The European Union must do “whatever it takes” to keep its competitive edge as it pushes industry for a green transition, and has recruited Italy’s Mario Draghi to help map out the bloc’s strategy, the head of the EU’s executive arm said.
(Bloomberg) — The European Union must do “whatever it takes” to keep its competitive edge as it pushes industry for a green transition, and has recruited Italy’s Mario Draghi to help map out the bloc’s strategy, the head of the EU’s executive arm said.
“It is time to make business easier in Europe,” Ursula von der Leyen, head of the European Commission, told the European Parliament plenary session in a speech Wednesday. “It’s an economic and national security imperative to preserve a European edge on critical and emerging technologies.”
Paying tribute to Draghi — the ex-premier and former head of the European Central Bank — as “one of Europe’s great economic minds,” von der Leyen said she has asked him “to prepare a report on the future of European competitiveness.” She went on to quote his 2012 pledge to save the euro.
The EU is launching an investigation into Chinese subsidies for electric vehicles, von der Leyen said, adding that the global market is flooded with cheap Chinese cars.
The bloc reviewed its state-aid rules this year to counter massive subsidies provided by the US and China, especially in green technologies. The EU is particularly concerned about China’s economic practices, calling on Beijing to open up its market to rebalance bilateral trade relations. The bloc has also introduced new tools to counter China’s coercive practices targeting its members, including Lithuania.
Von der Leyen’s last state of the EU address ahead of European elections next June came as the bloc prepares to absorb new countries and discusses new priorities and means to finance them. That’s against a backdrop of Russia’s invasion of Ukraine, heightened rivalry with Beijing and worries about a possible return of Donald Trump to the White House.
“Too often, our companies are excluded from foreign markets or are victims of predatory practices,” von der Leyen said. “They are often undercut by competitors benefiting from huge state subsidies.”
Von der Leyen called for common European funding to finance the bloc’s industrial strategies. With the EU’s “STEP” program, that will use EU funds for critical projects, the bloc could direct money toward everything from clean tech to quantum computing.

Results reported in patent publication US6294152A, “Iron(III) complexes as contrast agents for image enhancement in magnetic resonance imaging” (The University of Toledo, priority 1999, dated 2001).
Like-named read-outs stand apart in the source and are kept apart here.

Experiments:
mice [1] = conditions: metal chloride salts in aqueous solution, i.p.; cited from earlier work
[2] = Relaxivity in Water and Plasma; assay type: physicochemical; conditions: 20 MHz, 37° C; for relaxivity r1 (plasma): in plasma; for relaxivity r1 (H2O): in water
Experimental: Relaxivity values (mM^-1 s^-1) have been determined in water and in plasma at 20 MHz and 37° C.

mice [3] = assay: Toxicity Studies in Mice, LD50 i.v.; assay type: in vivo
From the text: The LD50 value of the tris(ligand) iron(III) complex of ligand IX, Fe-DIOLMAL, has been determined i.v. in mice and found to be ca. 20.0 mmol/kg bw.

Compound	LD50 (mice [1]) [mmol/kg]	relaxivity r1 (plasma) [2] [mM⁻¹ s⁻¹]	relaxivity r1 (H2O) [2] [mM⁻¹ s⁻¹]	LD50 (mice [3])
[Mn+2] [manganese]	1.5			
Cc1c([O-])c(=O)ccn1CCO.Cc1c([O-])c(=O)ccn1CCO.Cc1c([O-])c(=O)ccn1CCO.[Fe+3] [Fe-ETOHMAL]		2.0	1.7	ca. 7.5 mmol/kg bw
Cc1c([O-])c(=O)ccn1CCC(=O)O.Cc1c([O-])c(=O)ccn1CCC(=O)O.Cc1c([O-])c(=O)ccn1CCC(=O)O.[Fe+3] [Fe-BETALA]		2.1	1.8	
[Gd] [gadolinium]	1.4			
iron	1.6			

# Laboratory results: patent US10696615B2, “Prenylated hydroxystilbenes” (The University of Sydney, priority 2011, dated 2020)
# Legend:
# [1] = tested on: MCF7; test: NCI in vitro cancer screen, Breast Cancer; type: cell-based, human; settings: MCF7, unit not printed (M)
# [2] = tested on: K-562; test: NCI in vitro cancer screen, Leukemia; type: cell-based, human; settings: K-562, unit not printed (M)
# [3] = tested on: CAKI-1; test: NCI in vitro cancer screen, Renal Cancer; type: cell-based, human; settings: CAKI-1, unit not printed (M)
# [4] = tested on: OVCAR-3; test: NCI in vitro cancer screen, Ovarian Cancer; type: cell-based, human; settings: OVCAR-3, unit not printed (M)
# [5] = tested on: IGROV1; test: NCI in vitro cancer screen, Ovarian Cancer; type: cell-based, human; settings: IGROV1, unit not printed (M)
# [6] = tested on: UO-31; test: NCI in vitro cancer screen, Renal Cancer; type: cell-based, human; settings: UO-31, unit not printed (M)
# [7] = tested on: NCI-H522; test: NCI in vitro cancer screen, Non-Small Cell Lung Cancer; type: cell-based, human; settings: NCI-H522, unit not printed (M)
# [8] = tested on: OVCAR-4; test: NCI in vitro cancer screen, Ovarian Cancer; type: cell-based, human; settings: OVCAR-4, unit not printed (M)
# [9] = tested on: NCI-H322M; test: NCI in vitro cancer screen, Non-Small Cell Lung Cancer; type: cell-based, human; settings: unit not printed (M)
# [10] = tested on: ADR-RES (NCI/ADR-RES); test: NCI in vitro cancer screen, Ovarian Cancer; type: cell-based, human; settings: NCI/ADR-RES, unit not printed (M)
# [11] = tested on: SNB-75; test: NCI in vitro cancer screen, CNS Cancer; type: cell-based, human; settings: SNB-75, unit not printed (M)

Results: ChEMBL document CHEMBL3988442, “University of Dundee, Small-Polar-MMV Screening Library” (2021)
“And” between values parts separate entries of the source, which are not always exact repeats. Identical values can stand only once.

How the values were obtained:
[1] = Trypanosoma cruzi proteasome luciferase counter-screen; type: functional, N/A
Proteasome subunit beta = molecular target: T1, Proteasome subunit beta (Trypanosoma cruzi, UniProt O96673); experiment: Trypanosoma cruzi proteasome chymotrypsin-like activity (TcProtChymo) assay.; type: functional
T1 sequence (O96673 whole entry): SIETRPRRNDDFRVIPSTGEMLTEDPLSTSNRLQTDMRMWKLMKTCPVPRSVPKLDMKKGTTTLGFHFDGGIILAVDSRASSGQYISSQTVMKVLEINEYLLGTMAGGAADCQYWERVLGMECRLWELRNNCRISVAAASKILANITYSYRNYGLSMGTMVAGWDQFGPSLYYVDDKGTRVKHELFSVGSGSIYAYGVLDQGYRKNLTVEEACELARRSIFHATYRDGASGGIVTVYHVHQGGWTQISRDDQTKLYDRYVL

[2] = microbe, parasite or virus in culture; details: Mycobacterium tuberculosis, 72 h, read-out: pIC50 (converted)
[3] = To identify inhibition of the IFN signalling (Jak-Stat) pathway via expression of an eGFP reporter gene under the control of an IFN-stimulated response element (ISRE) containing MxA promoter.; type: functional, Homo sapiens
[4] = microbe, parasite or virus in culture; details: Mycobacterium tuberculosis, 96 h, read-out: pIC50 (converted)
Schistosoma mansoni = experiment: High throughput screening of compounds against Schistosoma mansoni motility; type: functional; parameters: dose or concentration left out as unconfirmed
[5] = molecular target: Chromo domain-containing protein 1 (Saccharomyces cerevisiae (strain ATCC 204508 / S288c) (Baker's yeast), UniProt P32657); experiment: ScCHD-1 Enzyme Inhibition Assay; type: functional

Citing China’s recent export controls on gallium and germanium, key for goods like semiconductors and solar panels, she also called on Europe to “step up on economic security.”
She announced that she will convene this year a first meeting of the EU’s new Critical Raw Material Club, a key plank of the bloc’s efforts to develop new supply chains in essential minerals as it works to cut its dependence on single suppliers such as China. Those efforts are set to come to a head when von der Leyen travels to the US this fall with the aim of concluding agreements on critical minerals as well as steel and aluminum arrangements.
The EU will propose a package to help the ailing wind energy industry. It aims to address the bottlenecks and accelerate fast-track permitting, improve the auction systems across the bloc, improve access to finance and ensure stable supply chains. Governments and businesses across the bloc have started voicing concerns about the costs of the green shift.
Another big theme of von der Leyen’s speech was the EU’s enlargement debate, with steps to open up membership to Ukraine and nations in the western Balkans in the next few years. “I believe that the next enlargement must also be a catalyst for progress,” she said, adding that the EU could extend to more than 30 members and work effectively.
Von der Leyen said she was open to treaty change if needed, but added that the bloc cannot and should not wait for treaty change to move ahead. “A union fit for enlargement can be achieved faster,” she said.
With the EU set to become the first western government to regulate the fast-moving technology in its Artificial Intelligence act, von der Leyen reiterated the need for an international body to assess the impact of the technology on people, as well as minimum standards for ethical AI.
To ensure Europe can be competitive on developing the latest AI technologies, rather than regulating, she also announced an initiative that would allow startups to use Europe’s high-performance supercomputers to train large language models and compete with the likes of OpenAI’s GPT-4.
–With assistance from Ewa Krukowska, Alberto Nardelli, Katharina Rosskopf, Natalia Drozdiak and Kevin Whitelaw.
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